Select Page

When people start talking about professional kayak fishermen the notion of a “pipe dream” usually ensues — unless you’re talking to Drew Gregory, that is. You are never quite sure what to expect when you meet someone who has such a large online personality. In the real world, he’s a passionate, knowledgeable kayak fisherman who happens to be a genuinely nice guy.

I’ve met anglers who can’t wait to tell you how great they are and want to make sure they position themselves as better than you by the time the conversation ends. They are usually draped in some type of wicking material with too many logos to count. Drew is not that guy. He could be if that was his thing, but it simply isn’t.

In late March of 2014 he opened his door (and a pull out couch) to two guys he didn’t know well by any means and a few fishing trips followed- trips we won’t likely forget anytime soon. As we watched Drew (with his favorite partner, a Blue Heeler named Lu) fish for a few days, we found ourselves humbled and came to realize how much we still have to learn as kayak anglers. Coming from Pennsylvania, we saw some artificial baits that were more like some of the fish we catch up here slinging through the air from what seemed like a pool cue threaded with line. Standing up as if it was on the edge of a concrete pier, he casted big baits for hours on end maintaining a perfect position of his Cuda 14. We saw some southern hogs latched onto the other end of the heavy artillery — much like the ones we were looking for and talked about during our 7-hour ride south. The exciting part about all of this is the room for growth. Personally, I pushed my limits a bit fishing with him and a learning experience like that is one to remember. It’s one that will keep me pushing myself to the next level for years to come.

Drew is all about the sport and reaching as many people as possible so it can grow — all while making sure he doesn’t get pulled away from it so far that he forgets why he started doing what he does in the first place. In his position, the latter is something that could easily happen. His lifestyle is probably not what you’d expect as an onlooker following Facebook feeds, GoPro videos, and other blogs. He is a guy juggling as many if not more responsibilities as we are, and he’s not simply launching his kayak and fishing the days away for his enjoyment like some of you may think. Long road trips to shoot a television show and lead his nationwide River Bassin’ Tournament Trail, “concrete feet” on the trade show floors, negotiations with sponsors both on a business and personal level then ensuring sponsorship requirements are met can be not only time consuming but a physical and mental drain as well — it is work, don’t kid yourself. And that’s not all of it, only what was talked about over a few dinners while winding down from a fun day on the water. These types of days don’t happen often for Drew but we could tell he thoroughly enjoyed spending some of his scarce free time in the Elite seat without money on the line.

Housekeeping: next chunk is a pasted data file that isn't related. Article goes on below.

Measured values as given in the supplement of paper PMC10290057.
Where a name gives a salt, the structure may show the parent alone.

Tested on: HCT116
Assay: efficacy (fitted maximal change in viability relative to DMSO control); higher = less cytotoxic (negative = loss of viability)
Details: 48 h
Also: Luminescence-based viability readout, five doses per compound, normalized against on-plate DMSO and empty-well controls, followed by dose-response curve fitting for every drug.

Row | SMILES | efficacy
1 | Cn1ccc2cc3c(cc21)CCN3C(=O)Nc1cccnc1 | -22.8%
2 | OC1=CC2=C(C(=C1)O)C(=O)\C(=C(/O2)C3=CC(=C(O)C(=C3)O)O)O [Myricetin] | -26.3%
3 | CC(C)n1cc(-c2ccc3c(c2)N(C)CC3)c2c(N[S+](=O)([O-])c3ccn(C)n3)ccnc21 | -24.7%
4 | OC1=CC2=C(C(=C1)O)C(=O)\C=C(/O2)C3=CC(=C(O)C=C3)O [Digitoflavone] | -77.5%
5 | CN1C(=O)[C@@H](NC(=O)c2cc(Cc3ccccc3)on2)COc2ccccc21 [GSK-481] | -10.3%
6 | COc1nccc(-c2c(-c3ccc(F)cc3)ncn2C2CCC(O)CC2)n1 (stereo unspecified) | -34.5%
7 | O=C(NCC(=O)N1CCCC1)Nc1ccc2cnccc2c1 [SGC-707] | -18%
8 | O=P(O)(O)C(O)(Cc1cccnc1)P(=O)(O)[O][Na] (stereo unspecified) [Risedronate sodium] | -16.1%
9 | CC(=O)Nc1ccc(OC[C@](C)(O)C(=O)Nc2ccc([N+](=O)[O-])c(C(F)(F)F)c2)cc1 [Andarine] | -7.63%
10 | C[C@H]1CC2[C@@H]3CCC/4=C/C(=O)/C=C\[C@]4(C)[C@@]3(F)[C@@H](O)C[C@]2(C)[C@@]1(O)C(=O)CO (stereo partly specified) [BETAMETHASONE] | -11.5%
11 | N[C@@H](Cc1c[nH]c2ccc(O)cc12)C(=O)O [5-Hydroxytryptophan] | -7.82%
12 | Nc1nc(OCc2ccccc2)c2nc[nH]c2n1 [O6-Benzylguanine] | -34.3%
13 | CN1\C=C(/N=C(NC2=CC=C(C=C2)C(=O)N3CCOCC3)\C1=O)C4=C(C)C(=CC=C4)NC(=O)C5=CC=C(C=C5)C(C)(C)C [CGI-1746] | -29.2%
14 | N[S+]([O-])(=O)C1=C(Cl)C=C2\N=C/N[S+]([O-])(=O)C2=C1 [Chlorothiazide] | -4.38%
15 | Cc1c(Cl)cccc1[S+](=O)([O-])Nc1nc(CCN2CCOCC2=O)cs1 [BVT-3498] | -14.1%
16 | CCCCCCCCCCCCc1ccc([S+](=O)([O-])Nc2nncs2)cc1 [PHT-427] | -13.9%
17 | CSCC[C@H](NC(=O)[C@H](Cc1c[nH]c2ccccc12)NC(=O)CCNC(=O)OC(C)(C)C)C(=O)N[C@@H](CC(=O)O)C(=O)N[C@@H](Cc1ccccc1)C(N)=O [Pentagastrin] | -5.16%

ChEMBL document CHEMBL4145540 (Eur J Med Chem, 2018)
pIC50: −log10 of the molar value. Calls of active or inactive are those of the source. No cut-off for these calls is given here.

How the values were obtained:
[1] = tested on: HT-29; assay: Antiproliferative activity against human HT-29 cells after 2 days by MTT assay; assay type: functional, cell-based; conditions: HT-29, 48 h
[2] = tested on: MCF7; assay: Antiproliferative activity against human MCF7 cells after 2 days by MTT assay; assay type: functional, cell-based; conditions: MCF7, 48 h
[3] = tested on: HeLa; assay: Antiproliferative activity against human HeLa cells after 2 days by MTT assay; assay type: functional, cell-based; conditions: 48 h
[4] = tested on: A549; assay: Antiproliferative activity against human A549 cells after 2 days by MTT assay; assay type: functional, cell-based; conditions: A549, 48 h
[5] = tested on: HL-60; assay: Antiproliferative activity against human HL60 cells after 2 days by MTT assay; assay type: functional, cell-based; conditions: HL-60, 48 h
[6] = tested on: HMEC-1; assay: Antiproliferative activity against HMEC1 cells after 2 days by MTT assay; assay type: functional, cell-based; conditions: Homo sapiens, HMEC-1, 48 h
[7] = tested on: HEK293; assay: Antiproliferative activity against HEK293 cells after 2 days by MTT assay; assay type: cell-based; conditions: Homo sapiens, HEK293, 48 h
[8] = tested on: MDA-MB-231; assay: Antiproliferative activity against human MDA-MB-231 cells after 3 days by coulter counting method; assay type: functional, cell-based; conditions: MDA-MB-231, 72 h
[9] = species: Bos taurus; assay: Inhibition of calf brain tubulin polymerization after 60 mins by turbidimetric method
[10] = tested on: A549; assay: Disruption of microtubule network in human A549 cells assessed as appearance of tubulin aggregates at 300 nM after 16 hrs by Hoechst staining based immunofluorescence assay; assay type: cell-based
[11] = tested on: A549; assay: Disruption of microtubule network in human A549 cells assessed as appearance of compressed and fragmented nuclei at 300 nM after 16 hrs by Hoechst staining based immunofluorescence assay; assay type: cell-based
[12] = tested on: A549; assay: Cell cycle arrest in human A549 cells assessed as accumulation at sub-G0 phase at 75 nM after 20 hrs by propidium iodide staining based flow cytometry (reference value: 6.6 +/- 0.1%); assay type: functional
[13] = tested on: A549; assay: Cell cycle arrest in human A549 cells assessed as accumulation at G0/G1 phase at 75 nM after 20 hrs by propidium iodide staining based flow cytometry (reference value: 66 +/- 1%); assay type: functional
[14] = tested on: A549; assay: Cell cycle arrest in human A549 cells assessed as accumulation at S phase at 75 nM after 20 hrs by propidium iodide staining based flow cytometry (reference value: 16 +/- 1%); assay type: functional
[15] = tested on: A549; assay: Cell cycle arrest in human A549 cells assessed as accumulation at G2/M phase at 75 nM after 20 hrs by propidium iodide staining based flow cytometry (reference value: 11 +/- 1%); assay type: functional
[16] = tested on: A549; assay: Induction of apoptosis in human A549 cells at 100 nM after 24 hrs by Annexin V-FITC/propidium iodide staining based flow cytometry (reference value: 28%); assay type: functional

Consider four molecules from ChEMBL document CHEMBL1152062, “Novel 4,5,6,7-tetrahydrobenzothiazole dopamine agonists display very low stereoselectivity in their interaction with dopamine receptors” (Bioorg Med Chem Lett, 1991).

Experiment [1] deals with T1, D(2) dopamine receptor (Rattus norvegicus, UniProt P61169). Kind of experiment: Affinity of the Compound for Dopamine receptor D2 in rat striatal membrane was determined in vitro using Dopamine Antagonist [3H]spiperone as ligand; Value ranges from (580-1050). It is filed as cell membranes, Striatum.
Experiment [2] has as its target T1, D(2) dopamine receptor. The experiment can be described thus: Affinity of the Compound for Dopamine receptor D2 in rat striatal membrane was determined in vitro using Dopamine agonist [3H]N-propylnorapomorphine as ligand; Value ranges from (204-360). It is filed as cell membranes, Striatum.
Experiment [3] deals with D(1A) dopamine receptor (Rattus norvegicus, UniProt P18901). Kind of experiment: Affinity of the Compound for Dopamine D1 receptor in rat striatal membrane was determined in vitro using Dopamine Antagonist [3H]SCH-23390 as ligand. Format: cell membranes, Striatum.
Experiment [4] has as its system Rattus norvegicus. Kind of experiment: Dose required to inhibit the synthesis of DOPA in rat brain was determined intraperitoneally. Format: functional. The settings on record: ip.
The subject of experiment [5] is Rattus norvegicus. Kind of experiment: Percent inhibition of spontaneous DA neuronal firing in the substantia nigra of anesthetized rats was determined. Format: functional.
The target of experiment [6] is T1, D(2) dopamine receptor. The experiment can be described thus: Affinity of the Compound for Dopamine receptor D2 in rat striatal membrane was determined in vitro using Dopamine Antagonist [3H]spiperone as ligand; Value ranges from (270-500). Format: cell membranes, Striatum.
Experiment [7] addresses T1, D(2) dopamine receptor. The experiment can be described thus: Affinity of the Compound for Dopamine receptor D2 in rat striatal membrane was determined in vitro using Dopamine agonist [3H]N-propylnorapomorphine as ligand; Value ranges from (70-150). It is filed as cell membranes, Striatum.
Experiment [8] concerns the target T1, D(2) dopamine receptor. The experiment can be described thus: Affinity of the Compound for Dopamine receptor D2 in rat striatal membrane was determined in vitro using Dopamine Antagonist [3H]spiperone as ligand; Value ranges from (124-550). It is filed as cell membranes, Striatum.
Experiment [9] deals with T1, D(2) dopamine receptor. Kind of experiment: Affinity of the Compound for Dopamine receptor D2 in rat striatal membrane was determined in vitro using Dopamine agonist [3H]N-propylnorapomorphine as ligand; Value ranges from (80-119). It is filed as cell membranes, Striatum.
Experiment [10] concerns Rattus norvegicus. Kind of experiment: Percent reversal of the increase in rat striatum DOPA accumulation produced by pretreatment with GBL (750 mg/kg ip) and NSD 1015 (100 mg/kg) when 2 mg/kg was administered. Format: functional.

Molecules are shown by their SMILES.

Then tournament time came and the gloves were off. Drew maniacally ensured all of his line was up to snuff and dug through Plano boxes looking for as many options as possible. He had a plan, everything made sense to him and he started to get excited. The next morning it was as simple as pulling out of his neighborhood and heading to the lake. This guy does not mess around when it comes to this part of his job and not surprisingly, on a lake he hadn’t even fished until two days prior, took 8th in the biggest money kayak bass fishing tournament to date.

I take a little bit of solace in knowing how hard Drew Gregory has worked to become with kayak fishing icon he is. There are many industries where knowing the right people and being in the right place at the right time can buy you a free ride for life in a corner office with a bunch of windows, but kayak fishing isn’t one of them and Drew isn’t that guy either. He puts his pants on one leg at a time just like we do, his just happen to have a little more fish on them by the end of the day. So the next time you see him, say hello and thank him for all he’s done to help grow the sport we all know and love. As for me, I can’t wait to head south again and learn a few more things from a new friend who is a professional in all aspects of the sport.

-Noah Heck